Rating: 8/10.

Thursday, October 9, 2014

Review: some more mini-reviews

This book tells the story of a young man who searches for his lover in a shadowy world of magic.  Along the way he encounters two mysterious women seeking to help their mentor, a once-powerful wizard, from losing his magic to a treacherous enemy.  It's a lyrical quest story much like the author's seminal work, The Last Unicorn.  I probably liked The Last Unicorn more, but then it's considered a classic for a reason and this book is certainly worth reading.

Rating: 8/10.

Return is a limited edition novella set in the same world as The Innkeeper's Song and follows one of that book's characters in a side story.  If you enjoyed The Innkeeper's Song, you should enjoy this too.

Rating: 8/10. 

A decent, but somewhat forgettable story about Christmas.  Given Pratchett's satirical abilities, I expected a little bit more out of this book.  On the other hand, it's Discworld so it's still a good read. 

Rating: 7/10. 

Kraken Bake is the sequel to Karen Dudley's first novel, Food for the Gods.  I really enjoyed the first book, a blend of historical fiction, fantasy, and mystery, about young chef in ancient Athens.  I didn't like this one quite as much.  Partially because Dudley seemed to drop the mystery angle and also because the main character acted like an ass with too much forced drama.  I still eagerly look forward to the next book. 

Rating: 7/10.

Tuesday, October 7, 2014

Eye on New Releases for 10/7/14

Before being sewn-together, Heraclix was dead—merely a pile of mismatched pieces, collected from the corpses of many troubled men. And Pomp was immortal—at least, so she thought. That was before her impossible near-murder at the hands of the necromancer, Heraclix's creator. But when playing God, even the smallest error is a gargantuan weakness. When the necromancer makes his, Heraclix and Pomp begin their epic flight.

As they travel from Vienna to Prague to Istanbul and, even, to Hell itself, they struggle to understand who and what they are: who was Heraclix before his death and rebirth? What is mortality, and why does it suddenly concern Pomp? As they journey through an unruly eighteenth century, they discover that the necromancer they thought dead might not be quite so after all. In fact, he may have sealed his immortality at the expense of everyone alive . . .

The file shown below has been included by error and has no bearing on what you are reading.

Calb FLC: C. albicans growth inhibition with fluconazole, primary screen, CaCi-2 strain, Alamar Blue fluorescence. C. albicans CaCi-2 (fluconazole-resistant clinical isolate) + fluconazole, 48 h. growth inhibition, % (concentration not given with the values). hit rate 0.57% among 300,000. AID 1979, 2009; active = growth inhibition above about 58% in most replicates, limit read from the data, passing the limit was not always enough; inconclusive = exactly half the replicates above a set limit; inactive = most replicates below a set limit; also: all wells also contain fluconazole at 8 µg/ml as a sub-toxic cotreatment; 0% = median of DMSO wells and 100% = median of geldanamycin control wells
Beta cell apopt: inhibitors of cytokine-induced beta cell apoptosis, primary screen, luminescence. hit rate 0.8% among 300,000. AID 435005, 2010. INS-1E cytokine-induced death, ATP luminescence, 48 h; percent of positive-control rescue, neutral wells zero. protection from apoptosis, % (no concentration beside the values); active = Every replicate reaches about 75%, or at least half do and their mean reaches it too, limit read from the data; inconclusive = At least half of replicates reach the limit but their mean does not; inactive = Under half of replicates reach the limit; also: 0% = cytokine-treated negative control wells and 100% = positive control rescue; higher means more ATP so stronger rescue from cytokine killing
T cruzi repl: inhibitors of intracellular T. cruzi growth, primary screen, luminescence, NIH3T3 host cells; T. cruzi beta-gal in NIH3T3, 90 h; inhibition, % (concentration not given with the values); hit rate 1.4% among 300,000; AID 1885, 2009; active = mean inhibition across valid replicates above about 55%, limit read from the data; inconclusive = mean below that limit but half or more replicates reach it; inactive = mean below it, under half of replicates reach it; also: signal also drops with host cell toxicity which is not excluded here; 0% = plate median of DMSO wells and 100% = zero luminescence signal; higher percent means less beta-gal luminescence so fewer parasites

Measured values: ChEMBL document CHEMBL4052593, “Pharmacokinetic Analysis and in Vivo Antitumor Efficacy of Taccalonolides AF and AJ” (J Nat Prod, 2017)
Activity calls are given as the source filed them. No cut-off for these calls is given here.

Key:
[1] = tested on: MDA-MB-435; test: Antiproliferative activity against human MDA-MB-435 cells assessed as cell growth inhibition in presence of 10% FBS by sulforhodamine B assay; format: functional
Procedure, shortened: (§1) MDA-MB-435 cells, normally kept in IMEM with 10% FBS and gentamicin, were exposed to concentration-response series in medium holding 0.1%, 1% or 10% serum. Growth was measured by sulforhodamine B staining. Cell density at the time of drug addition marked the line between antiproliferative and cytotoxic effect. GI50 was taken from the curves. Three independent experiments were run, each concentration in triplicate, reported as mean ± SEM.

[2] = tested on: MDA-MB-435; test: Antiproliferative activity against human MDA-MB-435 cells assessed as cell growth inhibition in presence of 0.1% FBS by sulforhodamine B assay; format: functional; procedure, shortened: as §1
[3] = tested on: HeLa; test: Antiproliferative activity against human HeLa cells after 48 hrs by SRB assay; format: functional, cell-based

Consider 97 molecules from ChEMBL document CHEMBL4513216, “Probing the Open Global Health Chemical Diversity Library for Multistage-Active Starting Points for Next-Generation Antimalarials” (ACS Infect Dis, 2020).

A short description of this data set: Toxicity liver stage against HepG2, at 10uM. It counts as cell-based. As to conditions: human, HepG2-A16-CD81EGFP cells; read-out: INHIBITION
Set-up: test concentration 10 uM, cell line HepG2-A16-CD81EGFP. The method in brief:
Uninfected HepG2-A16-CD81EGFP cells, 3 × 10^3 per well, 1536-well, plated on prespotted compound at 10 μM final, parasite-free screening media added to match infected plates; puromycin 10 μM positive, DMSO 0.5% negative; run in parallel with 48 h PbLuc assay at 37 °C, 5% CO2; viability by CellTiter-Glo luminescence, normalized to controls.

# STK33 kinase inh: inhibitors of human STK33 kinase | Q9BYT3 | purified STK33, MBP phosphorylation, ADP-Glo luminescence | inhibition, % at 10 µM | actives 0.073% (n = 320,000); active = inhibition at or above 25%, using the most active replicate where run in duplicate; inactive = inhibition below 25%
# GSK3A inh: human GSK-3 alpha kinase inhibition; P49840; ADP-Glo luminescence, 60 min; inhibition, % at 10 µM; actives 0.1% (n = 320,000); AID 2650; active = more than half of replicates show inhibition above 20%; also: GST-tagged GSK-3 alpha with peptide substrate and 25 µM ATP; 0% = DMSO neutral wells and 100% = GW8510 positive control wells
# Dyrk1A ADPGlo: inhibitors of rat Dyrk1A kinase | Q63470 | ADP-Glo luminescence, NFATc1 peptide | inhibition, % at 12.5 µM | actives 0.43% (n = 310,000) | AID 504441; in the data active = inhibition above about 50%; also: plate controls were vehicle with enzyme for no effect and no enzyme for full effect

(B&N, Amazon)
Breq is a soldier who used to be a warship. Once a weapon of conquest controlling thousands of minds, now she has only a single body and serves the emperor.

With a new ship and a troublesome crew, Breq is ordered to go to the only place in the galaxy she would a agree to go: to Athoek Station to protect the family of a lieutenant she once knew - a lieutenant she murdered in cold blood.

 (B&N, Amazon)
Award-winning editor Jonathan Strahan has invited some of the best and most exciting writers working in fantasy today to let their imaginations run wild and to deliver stories that will thrill and awe, delight and amuse. And above all, stories that are filled with fearsome magic! Authors include Garth Nix, K.J. Parker, Justina Robson, Ellen Klages, Christopher Rowe, Isobelle Carmody, Tony Ballantyne, James Bradley, Karin Tidbeck, Nina Kiriki Hoffman, Frances Hardinger, Kaaron Warren, Genevieve Valentine and Robert Shearman.

 (B&N, Amazon)
The mantis cyborgs: insectlike, cruel, and determined to wipe humanity from the face of the galaxy.

The Fleet is humanity’s last chance: a multi-world, multi-national task force assembled to hold the line against the aliens’ overwhelming technology and firepower. Enter Harrison Barlow, who like so many young men of wars past, simply wants to serve his people and partake of the grand adventure of military life. Only, Harrison is not a hot pilot, nor a crack shot with a rifle. What good is a Chaplain’s Assistant in the interstellar battles which will decide the fate of all?

More than he thinks. Because while the mantis insectoids are determined to eliminate the human threat to mantis supremacy, they remember the errors of their past. Is there the slightest chance that humans might have value? Especially since humans seem to have the one thing the mantes explicitly do not: an innate ability to believe in what cannot be proven nor seen God. Captured and stranded behind enemy lines, Barlow must come to grips with the fact that he is not only bargaining for his own life, but the lives of everyone he knows and loves. And so he embarks upon an improbable gambit, determined to alter the course of the entire war.